Christianity, as it is commonly practised, can appear to be very odd to the ordinary person.  But then, the Christianity we see today is two thousand years old, and a lot can happen in that time.  Many people have the impression that it has moved a long way from its roots: almost everybody likes Jesus, but (outside the Church) hardly anybody likes the Church.  It seems that, to those looking in, the Church does not look very much like Jesus.  And, to be honest, it often doesn't look very much like Jesus to those inside the Church, either.

Christians often seem to be very concerned about things which don't matter to most people: one of the important historic conflicts was about the date on which Easter should be celebrated; they often have strict rules about who is allowed to officiate at a communion service; and they tend to worry about a lot of other things which are only important from a very specific perspective - and seem very unimportant to most other people.  Sometimes Christians appear to be (and sometimes they really are) closed-minded, dogmatic, intolerant and bigoted.  The Church has often been - officially, at least - on the side of the rich and powerful, keeping the unwashed masses in their place.  But Christians have also been on the forefront of much social change, they have created most of the best organisations and structures within our society (such as hospitals, schools, universities and charities) and today they are also very often involved in running and volunteering for projects which support social change, which care for the environment, and for poor, vulnerable and excluded people.  It's a mixed story.  The Church and Christian people have often been pulling in different directions.

At least part of the difficulty people have with Christianity comes not from the reality on the ground, but from what is communicated.  And a large part of the communication problem comes about simply because Christianity has this long and complicated history stretching back two thousand years: inevitably, a great deal of teaching, language, customs and culture have accumulated over that time.  Much of the variety in doctrine and practice come about because of the different priorities and pressures experienced at different times and places, the many different perspectives on the events of those two thousand years, and the ideas surrounding those events.  Which means there is actually a lot more agreement behind the scenes than you can see from the outside, and most of the disagreement is about issues which the Bible says little or nothing about.  Most of the odd things make much more sense when you understand how we got here ... but, apart from satisfying our intellectual curiosity, there is very little benefit to be gained from understanding such details.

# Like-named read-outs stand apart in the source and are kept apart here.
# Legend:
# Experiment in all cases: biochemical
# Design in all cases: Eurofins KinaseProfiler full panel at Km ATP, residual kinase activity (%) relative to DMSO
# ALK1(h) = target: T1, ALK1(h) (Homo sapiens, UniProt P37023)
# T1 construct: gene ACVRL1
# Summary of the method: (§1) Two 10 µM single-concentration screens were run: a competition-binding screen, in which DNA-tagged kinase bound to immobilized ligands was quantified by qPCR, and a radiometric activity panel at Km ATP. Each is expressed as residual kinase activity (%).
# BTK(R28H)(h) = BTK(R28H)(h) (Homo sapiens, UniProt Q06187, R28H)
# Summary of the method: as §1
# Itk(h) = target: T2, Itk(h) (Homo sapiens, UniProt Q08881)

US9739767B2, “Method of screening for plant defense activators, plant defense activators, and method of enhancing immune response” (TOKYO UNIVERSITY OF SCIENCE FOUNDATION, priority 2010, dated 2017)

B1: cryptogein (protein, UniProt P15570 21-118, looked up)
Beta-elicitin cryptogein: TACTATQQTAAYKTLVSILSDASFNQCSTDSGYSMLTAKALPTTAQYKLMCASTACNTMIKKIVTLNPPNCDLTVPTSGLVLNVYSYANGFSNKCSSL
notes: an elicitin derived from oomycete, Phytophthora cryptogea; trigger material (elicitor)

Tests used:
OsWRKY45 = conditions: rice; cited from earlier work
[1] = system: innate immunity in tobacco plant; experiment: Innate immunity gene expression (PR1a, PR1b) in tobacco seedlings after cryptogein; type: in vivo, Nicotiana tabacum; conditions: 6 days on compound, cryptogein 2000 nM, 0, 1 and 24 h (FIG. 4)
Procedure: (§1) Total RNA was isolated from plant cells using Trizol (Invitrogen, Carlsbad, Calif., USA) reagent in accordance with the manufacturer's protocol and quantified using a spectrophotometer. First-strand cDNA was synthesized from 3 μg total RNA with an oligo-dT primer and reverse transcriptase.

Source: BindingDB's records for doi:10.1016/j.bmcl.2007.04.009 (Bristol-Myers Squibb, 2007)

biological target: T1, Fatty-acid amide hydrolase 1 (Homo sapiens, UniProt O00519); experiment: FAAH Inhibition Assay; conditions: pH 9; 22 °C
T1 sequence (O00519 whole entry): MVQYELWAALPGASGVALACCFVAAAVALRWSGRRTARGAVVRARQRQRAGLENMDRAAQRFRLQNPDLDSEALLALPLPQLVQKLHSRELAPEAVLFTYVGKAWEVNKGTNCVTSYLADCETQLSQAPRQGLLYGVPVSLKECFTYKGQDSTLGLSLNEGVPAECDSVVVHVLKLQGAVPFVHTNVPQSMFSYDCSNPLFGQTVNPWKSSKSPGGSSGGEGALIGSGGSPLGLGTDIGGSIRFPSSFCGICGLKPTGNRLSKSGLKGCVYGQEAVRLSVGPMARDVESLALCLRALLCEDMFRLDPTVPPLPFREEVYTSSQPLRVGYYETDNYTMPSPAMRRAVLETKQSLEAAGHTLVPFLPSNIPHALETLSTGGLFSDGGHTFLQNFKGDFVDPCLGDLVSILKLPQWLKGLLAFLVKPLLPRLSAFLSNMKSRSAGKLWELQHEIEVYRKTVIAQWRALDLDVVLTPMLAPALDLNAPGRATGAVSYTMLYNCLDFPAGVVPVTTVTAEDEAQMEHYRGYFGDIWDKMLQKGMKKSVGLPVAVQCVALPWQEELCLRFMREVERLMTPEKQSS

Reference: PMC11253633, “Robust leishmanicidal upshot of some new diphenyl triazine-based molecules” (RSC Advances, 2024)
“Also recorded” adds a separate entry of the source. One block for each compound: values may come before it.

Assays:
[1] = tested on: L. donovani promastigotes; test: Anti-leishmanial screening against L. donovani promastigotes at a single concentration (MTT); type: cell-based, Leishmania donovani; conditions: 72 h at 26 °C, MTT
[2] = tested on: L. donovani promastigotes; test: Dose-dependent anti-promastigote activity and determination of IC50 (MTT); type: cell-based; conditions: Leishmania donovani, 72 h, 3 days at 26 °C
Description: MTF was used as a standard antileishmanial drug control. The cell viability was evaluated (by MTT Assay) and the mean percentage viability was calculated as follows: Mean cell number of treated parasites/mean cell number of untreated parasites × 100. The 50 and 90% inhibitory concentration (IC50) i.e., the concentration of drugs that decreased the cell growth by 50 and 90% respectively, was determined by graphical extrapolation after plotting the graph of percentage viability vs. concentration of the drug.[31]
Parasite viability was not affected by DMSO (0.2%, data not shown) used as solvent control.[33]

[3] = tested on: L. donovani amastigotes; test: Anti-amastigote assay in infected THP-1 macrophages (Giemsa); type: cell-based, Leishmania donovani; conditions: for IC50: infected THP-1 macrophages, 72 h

The plan here is to cover the ground in two fairly distinct parts, putting less emphasis on the details which only Christians are interested in, and focusing mainly on the Christian faith from the perspective of Jesus, using only language which makes sense to people outside the church.  In the process, we can attempt to imagine what the Church might look like if it concentrated on following Jesus in the modern world.

As always, if anyone wants to offer a different framework or strategy, please let us know.

The Message of Jesus

Here is one way of summarizing the message of Jesus.

  • You can choose to live in a world where people pursue their own selfish interests through power, or you can choose to live in a world in which people pursue the interests of others through love - but you can't do both.

Here is another way of summarizing the message.

  • The kingdoms of this world rule by power, but your Heavenly Father is building a Kingdom ruled by love.
  • You are invited to be a part of your Heavenly Father's Kingdom, to live as a citizen and to make it real for other people.
  • You have to make a choice about whether you accept or reject this invitation.
  • One choice leads to life, a full abundantly experienced life; the other choice leads to conflict, isolation and death.

(If you think you have a better summary of Jesus' message, please let us have it!)

Christianity - For Everyone

Here we are attempting to use only language and terminology which makes sense to people outside the church.

Christianity - For Christians

Here we are writing for Christians, and for anyone interested in Christian thought and practice.

External Links

Here are some other articles we think are helpful.


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